Thursday, February 16, 2012

American Indian Tribes: Sovereign Nations

 Is each American Indian tribe indeed a "sovereign nation?" 

The United States constitution and current government policies say yes...
but what does that mean?  

The rest of the world may wonder "What difference does it make if they are sovereign or not?"  To the American Indian, it means everything because it means land.

North American Indian tribes are separate governments that are located within the borders of a country... the tribes are not simply made of citizens that are American or Canadian. They are nations within the border of another nation.

What makes a "nation" a nation?
Do they have government structure? Yes.
Do they have leaders? Yes
Hold Elections? Yes.
Do they hold national congresses? Yes. (They even hold nation to nation tribal congresses: Here's the link to the National Congress of American Indians)
Are they acknowledged by other countries as a sovereign nation? Yes. 

Can American Indian leaders sign treaties "nation to nation" like other countries? Yes -- although the USA has chosen not to honor many from earlier times (I am being polite).

Can they make laws? Yes.

Hold court? Yes. (The USA Supreme Court's ruling in 1978 in Oliphant v. Suquamish Indian Tribe that tribes lack the inherent authority to arrest, try and convict non-Indians who commit crimes on their lands but have the authority to govern their own tribal nation).

Create infrastructure? Yes.
Own and manage land? Yes.
Tax their people? Yes.
Determine who is eligible for citizenry? Yes.
Draft resolutions? Yes.
Does the United Nations protect their human rights? Yes.
Do the people see themselves as members of a sovereign nation? Yes.
Are they still alive? Yes and thriving, even amid considerable challenges.
Do they have flags, anthems, national days, national languages, and national culture? Yes.

"Looks like a duck. Quacks like a duck. Surely it's a duck."

Looks like a nation. Acts like a nation. 
Surely it's a nation.

The answer to the sovereignty question has far reaching implications...

1) Should the United Nations accept an American Indian tribe or other indigenous nation if they applied for membership?

2) What about other rights/honors for nations like the opportunity for carrying their flag and participating in the Olympics under that nation's banner? 

3) Will the Nobel Committee recognize a nomination from a Tribal Chief / Chairman nominating someone for a Nobel prize? (According to the The Nobel Foundation's site, Alfred Nobel's will indicates that the committee is to accept nominations from members of national assemblies and governments of states).  Perhaps it's not about the nominee but about the power to nominate.

American Indian Tribal sovereignty refers to the inherent authority and recognized authority of indigenous tribes to govern themselves within the borders of the USA or Canada. (They are sovereign because they are sovereign.  They are sovereign because they are recognized by others as sovereign). The federal government recognizes tribal nations as "domestic dependent nations" and has established a number of laws attempting to clarify the relationship between the federal, state, and tribal governments. The Constitution and later federal laws continue to grant local sovereignty to tribal nation.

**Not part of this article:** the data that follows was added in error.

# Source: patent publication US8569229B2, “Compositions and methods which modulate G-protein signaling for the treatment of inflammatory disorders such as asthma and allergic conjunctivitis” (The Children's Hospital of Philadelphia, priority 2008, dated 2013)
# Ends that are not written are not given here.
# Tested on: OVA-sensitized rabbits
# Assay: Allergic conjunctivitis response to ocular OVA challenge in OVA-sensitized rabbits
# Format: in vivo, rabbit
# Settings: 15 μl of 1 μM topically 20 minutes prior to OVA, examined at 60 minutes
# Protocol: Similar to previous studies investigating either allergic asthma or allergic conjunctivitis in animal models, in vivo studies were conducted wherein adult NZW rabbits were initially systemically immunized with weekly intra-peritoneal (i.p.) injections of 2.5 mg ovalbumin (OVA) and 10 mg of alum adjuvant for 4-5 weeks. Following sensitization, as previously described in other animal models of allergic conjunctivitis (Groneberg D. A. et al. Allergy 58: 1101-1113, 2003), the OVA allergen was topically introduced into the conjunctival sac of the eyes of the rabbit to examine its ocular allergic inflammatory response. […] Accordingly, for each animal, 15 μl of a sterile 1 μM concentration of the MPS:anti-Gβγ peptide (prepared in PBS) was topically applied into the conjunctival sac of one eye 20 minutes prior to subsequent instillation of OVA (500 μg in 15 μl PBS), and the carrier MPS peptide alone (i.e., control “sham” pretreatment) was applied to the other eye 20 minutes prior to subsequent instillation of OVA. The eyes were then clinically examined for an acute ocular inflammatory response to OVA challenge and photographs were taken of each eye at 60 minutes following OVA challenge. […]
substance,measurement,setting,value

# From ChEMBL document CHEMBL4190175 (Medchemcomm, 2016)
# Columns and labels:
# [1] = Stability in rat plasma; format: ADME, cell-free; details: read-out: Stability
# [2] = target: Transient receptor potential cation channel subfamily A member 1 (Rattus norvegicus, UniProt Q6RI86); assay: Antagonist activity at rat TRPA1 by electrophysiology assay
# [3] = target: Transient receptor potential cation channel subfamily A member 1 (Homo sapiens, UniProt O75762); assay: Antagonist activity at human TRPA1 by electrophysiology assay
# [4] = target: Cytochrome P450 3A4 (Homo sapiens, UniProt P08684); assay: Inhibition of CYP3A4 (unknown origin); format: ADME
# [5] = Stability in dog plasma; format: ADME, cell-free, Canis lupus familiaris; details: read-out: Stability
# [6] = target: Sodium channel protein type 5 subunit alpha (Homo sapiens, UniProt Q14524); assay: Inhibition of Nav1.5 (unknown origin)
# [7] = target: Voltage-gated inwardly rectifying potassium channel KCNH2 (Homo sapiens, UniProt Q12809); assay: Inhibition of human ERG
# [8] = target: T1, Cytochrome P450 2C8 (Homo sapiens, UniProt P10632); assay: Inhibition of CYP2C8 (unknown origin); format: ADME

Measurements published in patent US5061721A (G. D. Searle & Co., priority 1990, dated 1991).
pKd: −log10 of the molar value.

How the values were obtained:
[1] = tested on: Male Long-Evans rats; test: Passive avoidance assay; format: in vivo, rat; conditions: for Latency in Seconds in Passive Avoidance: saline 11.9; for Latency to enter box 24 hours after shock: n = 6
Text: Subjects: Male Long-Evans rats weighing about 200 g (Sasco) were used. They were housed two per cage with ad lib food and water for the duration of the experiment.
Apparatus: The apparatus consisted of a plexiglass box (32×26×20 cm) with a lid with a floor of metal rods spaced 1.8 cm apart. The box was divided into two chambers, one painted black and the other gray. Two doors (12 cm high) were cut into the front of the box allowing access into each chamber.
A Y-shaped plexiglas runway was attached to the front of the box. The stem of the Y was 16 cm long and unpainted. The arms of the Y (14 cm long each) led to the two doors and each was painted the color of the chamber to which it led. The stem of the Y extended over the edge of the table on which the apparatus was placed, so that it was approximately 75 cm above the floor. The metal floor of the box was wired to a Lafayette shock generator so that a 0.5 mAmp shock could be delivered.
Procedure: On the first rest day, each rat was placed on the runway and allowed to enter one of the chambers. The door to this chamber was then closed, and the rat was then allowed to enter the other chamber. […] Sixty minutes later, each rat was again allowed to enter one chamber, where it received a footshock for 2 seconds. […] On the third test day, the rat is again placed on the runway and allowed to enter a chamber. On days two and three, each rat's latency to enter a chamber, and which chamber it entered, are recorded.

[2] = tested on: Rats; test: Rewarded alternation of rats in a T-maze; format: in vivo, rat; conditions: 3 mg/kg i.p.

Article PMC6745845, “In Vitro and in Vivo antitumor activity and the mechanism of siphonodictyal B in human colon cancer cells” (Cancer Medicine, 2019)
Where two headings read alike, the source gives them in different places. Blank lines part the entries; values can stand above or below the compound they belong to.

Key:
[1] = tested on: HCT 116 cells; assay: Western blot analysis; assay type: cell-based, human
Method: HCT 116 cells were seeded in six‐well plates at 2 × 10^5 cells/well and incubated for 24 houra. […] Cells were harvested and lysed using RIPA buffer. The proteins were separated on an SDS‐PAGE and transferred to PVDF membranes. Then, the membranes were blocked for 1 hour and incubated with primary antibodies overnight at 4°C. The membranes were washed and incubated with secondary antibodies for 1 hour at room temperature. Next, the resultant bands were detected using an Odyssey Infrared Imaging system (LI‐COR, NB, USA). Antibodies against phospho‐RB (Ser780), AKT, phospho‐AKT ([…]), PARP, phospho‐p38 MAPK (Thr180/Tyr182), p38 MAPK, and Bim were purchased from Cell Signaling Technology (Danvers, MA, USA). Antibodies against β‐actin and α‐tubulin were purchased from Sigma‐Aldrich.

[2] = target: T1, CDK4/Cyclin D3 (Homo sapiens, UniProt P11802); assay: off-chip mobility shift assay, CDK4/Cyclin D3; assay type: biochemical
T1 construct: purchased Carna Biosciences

The U.S. constitution mentions American Indians:
Article I (section 2, clause 3) and the 14th Amendment (section 2) address the handling of "Indians not taxed" in the apportionment of the seats of the House of Representatives according to population. The clause continues to say that Congress is empowered to “regulate commerce with foreign nations…states…and with the Indian tribes.” Technically, Congress has no more commercial power over American Indian nations than it does over the individual states like Minnesota...or Canada. This makes general congressional commercial laws inapplicable to tribal governments. Hence casinos.

The first formal USA policy towards tribal sovereign nations was assimilation or termination.
In the 1970's the United States shifted to a new policy of sovereign self-determination which affirms the ability of tribes to self-govern, to make decisions concerning the people who are registered tribal members and concerning activities on indigenous lands.

A separate USA department, the Bureau of Indian Affairs has been in place since 1824 specifically to deal with all communication, policies and issues regarding USA to tribal nation relations. In fact, unless a treaty or federal statute removes a power, the tribal nation is assumed to possess it.

Tribal nations have an inherent right to govern themselves.
And the United States acknowledges it too.
Current federal policy in the United States recognizes this Tribal sovereignty and stresses the government-to-government relations between Washington, D.C. and the American Indian tribes.

I have heard indigenous people speak of their dream for their children's children...the opportunity to have a representative at the United Nations, to walk in the Opening Ceremonies of the Summer Olympics carrying their flag, to be acknowledged by the world as members of their own nation just as they see themselves. As one Dakota grandma said: "We are our own people. Does that dream need to wait two or more generations?" Let's see what the world says.

      We desire most from men,
      From men both rich and poor,
      To have sovereignty without lies.
      For where we have sovereignty, all is ours,
Though a knight be ever so fierce,
      And ever win mastery.
      It is our desire to have master
      Over such a sir.
      Such is our purpose.
—The Wedding of Sir Gawain and Dame Ragnell (c. 1450),